Pool continued to be an integral part of Kling’s life, according to Wikipedia, which says, “His skill at pool also served him well when it came time to negotiate his baseball salary. Before the 1906 season he announced that he would not sign a new contract unless Chicago offered him a raise in pay, and if the raise was not forthcoming he would stay home and play pool. This angered his manager, Frank Chance, who snapped that everyone else but Kling had come to terms with the club. He subsequently did decide to play, raise or not. He had another impressive season, catching 96 games and hitting over .300 for the record 116-36 pennant winners.”

Meanwhile SABR says, “His contemporaries, team mates and opponents alike, marveled at his ability to defend, handle pitchers and take part in the psychological warfare which was baseball in the early twentieth century. Johnny Evers claimed Kling could tell pitchers what their best stuff was during warm-ups.”


1B-Frank Chance, Chicago Cubs, 29 Years Old

1903 1904 1905

.319, 3 HR, 71 RBI

Hall of Fames:


Cooperstown: Yes

Ron’s: No (Would require three more All-Star seasons. 33 percent chance)


Led in:


Runs Scored-103

Stolen Bases-57 (2nd Time)

4th Time All-Star-Orson Welles, at the age of 25, directed, wrote, and starred in Citizen Kane, voted by many to be the best film ever. Frank Chance, at the age of 29, led his team, the Chicago Cubs, to the best record of all-time, 116-36, while also being their best player. He had his best season ever, finishing fourth in WAR (7.3), third in WAR Position Players (7.3), fourth in Offensive WAR (6.1), fifth in batting (.319), third in on-base % (.419), fifth in slugging (.430), first in steals (57), and fourth in Adjusted OPS+ (158).

With their outstanding record, the Cubs made their first World Series, taking over first place on May 9 and never looking back. They could hit, but it was their pitching which put them over the top. Chicago’s ERA+ was 151, while Pittsburgh’s second place total was 120. It wasn’t even close. The team’s ERA was 1.75.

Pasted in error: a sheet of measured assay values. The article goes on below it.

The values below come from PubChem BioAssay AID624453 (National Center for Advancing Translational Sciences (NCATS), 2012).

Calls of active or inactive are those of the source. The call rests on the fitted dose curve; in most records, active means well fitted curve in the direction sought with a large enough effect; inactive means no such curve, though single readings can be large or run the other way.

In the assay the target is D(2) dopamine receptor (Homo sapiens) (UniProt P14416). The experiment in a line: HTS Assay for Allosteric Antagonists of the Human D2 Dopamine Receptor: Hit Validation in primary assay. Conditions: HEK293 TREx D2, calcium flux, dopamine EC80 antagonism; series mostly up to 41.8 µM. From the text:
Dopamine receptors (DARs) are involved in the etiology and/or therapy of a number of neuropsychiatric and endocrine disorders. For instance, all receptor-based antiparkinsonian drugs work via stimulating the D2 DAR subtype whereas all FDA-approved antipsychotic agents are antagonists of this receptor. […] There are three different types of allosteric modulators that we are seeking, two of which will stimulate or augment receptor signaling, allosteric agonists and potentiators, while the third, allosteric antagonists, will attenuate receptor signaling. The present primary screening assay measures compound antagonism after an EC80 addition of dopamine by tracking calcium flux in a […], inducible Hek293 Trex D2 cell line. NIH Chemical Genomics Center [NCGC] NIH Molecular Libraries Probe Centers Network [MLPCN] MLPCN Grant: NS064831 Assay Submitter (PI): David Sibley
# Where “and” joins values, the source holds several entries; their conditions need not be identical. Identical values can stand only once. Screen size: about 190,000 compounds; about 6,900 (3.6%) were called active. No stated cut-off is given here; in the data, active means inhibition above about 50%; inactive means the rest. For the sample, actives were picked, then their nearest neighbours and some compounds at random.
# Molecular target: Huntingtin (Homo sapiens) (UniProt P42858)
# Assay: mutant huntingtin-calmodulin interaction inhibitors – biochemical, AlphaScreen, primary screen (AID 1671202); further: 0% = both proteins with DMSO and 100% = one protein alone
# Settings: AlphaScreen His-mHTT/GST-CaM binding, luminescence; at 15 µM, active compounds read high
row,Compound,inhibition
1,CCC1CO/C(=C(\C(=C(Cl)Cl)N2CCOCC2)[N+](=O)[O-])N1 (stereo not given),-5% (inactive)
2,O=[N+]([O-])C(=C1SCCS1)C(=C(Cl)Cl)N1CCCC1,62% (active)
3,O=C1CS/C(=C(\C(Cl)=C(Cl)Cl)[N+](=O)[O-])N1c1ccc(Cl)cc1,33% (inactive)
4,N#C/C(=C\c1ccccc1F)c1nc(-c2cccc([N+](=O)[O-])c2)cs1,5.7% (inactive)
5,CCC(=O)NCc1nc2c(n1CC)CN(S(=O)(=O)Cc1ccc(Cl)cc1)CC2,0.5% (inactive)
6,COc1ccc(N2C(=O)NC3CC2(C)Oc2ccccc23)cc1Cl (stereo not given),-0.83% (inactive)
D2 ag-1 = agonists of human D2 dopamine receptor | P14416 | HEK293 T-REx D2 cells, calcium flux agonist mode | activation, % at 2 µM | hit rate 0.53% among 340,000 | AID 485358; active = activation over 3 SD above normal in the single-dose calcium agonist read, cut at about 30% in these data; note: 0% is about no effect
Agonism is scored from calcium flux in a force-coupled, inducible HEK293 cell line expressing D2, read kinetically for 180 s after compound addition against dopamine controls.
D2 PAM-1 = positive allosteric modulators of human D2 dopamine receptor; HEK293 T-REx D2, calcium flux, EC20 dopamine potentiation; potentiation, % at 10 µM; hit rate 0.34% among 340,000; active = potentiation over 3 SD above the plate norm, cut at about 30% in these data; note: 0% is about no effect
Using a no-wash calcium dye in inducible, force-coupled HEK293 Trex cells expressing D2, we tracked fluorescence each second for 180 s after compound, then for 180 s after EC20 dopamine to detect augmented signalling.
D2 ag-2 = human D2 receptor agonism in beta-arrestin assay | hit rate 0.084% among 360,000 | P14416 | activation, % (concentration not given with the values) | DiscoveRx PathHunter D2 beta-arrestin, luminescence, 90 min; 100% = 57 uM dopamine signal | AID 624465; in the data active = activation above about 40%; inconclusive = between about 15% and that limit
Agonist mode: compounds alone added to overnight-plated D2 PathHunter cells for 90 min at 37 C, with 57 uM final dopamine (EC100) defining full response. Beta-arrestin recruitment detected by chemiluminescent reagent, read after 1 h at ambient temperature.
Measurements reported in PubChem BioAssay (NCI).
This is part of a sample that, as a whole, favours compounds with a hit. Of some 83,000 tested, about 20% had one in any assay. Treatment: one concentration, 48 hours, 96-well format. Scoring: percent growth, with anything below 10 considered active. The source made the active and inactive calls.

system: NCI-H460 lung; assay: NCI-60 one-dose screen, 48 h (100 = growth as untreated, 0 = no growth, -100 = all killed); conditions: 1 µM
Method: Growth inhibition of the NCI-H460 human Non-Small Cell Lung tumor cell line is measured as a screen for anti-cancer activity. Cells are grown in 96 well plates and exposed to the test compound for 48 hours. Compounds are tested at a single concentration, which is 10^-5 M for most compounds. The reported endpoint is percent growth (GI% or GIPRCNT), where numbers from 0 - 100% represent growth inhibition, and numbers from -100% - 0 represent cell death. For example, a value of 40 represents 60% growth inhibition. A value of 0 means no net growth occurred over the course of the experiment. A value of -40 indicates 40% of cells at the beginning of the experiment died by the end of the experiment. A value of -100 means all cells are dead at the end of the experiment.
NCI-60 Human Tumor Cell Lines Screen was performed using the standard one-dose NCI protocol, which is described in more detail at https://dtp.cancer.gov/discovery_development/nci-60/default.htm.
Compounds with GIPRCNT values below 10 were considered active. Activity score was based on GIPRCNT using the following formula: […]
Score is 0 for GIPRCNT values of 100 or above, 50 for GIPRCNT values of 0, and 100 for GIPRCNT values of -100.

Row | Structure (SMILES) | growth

Because of their great pitching and hitting, they were heavily favored to beat their crosstown rivals, the White Sox. However, the team’s strength, its pitching, fell apart, giving up eight runs in the last two games as the American League squad took the Series, 4-2. Don’t worry, the Cubs will be back.

Chance’s Hall of Fame page states, “He led the Cubs to four pennants in five years (1906-08, 1910), helping set a long-standing team record for wins in 1906 with 116, matched only by the 2001 Seattle Mariners. The Cubs lost the 1906 World Series to the White Sox, but won two back-to-back championships in 1907-08. He posted a .300 career average in the Fall Classic with 10 stolen bases and 21 hits.”


2B-Claude Ritchey, Pittsburgh Pirates, 32 Years Old

1902 1903 1904

.269, 1 HR, 62 RBI

Hall of Fames:


Cooperstown: No

Ron’s: No (Would require five more All-Star seasons. Impossible)


Led in:


Fielding % as 2B-.966 (4th Time)

4th Time All-Star-After having an off-season in 1905, Ritchey is back on the All-Star team. Second base is a deep position in the National League, as half the teams have a second sacker on this list. Ritchey finished eighth in WAR Position Players (4.5) and seventh in Defensive WAR (1.0). After this season, Little All Right was traded by the Pittsburgh Pirates with Ginger Beaumont and Patsy Flaherty to the Boston Beaneaters for Ed Abbaticchio. He would finish up his career with Boston, which would change its nickname to the Doves after this season. Altogether, Ritchey finished with the a career WAR of 34.5, with a .273 average, 18 homers, and 675 RBI. He’s certainly no Nap Lajoie, but the little man held his own.